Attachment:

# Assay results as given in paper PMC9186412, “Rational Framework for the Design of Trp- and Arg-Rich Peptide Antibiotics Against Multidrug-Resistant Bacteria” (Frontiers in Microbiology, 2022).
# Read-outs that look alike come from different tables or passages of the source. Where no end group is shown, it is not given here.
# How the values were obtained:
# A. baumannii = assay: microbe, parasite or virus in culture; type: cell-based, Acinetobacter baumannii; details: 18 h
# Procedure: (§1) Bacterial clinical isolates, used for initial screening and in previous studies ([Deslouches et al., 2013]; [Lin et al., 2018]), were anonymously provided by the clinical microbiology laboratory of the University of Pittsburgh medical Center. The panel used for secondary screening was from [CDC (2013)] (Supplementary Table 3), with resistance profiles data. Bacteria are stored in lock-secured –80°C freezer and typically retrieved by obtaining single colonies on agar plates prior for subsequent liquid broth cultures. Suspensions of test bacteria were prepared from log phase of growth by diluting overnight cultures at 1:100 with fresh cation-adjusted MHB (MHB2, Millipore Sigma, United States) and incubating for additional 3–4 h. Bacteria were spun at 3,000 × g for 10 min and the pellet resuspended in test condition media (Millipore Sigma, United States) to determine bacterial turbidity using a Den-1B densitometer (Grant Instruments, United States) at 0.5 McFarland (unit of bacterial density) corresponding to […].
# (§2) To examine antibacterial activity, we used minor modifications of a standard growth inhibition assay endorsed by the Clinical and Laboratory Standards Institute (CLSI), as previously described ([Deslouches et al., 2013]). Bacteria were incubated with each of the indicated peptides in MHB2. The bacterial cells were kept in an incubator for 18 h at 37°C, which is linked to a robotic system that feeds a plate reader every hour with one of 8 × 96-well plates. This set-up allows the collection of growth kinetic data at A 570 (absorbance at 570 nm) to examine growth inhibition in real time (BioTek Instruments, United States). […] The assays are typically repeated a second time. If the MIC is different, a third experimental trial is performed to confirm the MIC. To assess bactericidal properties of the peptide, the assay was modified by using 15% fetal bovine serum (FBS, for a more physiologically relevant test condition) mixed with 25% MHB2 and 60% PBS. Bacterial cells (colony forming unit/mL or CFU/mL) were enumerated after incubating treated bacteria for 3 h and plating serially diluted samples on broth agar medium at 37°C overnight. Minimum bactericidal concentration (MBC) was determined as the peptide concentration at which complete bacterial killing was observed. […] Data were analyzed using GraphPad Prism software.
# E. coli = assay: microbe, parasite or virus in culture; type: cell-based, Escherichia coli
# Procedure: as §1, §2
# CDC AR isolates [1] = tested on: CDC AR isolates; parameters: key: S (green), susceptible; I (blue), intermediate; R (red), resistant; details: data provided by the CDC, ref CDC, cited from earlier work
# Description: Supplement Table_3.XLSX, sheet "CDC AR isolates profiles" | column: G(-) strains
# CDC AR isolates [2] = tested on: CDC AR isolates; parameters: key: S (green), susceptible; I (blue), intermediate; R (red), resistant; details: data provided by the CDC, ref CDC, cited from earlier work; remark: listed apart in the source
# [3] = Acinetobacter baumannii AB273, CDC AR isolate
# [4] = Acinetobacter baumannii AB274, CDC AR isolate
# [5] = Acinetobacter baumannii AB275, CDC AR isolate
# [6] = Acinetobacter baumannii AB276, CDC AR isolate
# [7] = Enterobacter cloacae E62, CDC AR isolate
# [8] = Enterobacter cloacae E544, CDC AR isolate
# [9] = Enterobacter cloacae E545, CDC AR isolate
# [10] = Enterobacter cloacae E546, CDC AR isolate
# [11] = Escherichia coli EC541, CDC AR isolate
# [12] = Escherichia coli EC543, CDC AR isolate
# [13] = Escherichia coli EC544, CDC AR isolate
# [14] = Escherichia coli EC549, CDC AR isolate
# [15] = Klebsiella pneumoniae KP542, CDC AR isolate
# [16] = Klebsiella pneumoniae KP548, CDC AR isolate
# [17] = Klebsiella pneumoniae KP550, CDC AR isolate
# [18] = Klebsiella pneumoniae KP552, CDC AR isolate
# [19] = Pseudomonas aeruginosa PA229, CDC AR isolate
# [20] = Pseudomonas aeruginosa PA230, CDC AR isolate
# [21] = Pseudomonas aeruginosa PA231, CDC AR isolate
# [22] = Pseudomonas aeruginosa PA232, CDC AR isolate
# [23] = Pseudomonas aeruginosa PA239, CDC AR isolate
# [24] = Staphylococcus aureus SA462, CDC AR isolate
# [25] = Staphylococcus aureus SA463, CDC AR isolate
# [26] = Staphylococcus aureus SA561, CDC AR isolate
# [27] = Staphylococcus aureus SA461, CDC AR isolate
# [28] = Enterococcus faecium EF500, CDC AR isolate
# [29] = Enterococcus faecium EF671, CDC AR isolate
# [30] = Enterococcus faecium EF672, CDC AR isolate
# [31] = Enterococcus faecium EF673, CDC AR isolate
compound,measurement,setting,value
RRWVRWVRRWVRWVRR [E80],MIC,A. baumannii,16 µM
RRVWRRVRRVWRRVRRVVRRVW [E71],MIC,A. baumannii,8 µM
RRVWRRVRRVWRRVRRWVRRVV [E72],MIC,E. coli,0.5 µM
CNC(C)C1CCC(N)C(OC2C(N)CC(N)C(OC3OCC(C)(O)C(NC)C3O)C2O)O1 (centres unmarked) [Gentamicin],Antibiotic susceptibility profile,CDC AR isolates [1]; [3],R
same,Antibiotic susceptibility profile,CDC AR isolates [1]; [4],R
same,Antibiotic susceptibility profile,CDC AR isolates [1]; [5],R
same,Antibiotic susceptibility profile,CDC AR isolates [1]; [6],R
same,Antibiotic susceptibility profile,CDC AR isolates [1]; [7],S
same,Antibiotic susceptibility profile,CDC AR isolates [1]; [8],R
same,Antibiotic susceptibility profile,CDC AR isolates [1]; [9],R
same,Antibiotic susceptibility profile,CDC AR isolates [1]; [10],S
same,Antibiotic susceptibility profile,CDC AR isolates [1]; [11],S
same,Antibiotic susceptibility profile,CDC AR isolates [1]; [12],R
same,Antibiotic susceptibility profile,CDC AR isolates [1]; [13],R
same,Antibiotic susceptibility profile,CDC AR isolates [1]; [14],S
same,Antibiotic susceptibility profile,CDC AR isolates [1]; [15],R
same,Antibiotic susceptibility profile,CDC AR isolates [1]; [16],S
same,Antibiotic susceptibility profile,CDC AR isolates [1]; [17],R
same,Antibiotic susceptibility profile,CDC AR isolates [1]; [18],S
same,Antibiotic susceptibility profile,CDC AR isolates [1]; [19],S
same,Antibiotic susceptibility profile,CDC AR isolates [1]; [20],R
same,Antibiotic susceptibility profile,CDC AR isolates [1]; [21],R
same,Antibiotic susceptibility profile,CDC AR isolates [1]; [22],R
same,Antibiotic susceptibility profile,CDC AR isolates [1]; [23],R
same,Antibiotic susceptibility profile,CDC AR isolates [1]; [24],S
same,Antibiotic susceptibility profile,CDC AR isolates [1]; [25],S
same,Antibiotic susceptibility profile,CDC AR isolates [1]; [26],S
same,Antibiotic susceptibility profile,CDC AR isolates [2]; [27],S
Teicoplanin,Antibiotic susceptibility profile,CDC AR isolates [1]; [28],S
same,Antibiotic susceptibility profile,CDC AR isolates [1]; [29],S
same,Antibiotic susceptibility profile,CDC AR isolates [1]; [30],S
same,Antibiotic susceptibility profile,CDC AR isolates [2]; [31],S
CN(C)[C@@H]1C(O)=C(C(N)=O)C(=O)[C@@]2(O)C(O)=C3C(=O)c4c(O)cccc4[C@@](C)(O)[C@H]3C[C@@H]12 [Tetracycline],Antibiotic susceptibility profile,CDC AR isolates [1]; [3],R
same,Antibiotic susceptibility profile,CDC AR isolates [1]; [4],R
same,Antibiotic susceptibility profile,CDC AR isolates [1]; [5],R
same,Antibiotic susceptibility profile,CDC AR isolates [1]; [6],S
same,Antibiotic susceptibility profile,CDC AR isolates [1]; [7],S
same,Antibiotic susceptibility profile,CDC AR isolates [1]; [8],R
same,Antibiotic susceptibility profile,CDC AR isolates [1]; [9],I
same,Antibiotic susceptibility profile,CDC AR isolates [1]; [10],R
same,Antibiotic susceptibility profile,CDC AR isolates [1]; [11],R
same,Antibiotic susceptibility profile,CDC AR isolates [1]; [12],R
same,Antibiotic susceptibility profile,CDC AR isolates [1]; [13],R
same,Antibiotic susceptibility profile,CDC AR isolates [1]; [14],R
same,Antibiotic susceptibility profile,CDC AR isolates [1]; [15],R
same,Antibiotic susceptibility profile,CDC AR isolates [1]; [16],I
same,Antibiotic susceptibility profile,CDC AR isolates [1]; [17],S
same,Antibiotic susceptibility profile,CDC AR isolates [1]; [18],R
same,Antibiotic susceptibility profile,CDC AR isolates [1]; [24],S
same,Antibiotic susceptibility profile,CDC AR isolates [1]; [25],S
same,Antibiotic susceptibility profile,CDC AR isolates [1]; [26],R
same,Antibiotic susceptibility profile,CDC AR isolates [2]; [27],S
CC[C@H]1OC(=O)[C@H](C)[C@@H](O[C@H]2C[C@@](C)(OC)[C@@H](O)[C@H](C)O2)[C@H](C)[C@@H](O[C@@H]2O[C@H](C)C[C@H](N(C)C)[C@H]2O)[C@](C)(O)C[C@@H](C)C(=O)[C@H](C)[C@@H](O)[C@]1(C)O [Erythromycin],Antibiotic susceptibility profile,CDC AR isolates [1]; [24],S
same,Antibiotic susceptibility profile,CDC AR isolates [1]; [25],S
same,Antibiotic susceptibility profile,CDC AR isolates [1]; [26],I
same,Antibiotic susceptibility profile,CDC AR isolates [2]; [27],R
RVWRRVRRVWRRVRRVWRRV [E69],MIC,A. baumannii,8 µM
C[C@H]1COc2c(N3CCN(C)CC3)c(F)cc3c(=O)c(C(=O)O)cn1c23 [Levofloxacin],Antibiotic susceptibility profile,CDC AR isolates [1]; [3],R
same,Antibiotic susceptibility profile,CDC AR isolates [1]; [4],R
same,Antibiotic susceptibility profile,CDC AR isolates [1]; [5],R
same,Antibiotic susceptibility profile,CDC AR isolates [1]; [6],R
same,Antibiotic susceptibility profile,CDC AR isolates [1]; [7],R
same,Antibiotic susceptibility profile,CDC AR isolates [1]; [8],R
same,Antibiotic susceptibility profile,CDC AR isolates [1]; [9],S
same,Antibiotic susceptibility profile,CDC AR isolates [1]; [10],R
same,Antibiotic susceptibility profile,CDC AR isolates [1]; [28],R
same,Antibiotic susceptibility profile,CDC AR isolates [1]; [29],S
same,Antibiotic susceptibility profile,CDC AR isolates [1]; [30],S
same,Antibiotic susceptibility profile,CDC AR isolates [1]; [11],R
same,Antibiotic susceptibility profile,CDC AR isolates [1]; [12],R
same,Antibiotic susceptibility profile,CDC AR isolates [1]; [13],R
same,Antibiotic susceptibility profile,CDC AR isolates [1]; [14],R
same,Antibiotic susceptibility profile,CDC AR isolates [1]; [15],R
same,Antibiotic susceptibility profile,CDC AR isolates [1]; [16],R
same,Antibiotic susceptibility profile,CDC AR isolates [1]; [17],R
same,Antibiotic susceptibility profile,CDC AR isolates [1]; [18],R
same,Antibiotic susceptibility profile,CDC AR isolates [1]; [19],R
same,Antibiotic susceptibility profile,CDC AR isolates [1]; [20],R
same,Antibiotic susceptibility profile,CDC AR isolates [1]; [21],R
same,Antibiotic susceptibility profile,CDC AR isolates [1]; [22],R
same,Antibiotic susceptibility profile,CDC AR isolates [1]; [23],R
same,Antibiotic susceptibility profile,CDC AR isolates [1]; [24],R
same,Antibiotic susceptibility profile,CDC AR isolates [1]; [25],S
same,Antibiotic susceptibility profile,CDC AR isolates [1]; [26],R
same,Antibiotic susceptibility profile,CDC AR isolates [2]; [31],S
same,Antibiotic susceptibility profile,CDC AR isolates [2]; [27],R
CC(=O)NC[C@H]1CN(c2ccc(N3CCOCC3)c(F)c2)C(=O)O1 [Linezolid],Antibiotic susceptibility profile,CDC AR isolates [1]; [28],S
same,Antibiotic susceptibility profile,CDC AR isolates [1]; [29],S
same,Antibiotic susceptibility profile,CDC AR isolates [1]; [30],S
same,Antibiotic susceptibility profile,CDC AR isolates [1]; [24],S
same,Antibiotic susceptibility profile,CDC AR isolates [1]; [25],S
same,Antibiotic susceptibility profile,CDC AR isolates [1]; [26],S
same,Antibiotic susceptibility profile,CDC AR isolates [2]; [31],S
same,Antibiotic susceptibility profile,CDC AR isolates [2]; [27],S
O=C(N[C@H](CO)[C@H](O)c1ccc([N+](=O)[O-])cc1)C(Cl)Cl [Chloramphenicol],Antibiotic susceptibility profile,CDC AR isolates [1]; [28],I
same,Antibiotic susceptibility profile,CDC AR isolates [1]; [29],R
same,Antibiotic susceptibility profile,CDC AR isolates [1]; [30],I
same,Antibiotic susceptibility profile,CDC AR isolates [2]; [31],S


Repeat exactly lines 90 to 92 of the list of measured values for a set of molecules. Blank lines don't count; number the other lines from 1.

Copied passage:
same,Antibiotic susceptibility profile,CDC AR isolates [1]; [24],S
same,Antibiotic susceptibility profile,CDC AR isolates [1]; [25],S
same,Antibiotic susceptibility profile,CDC AR isolates [1]; [26],R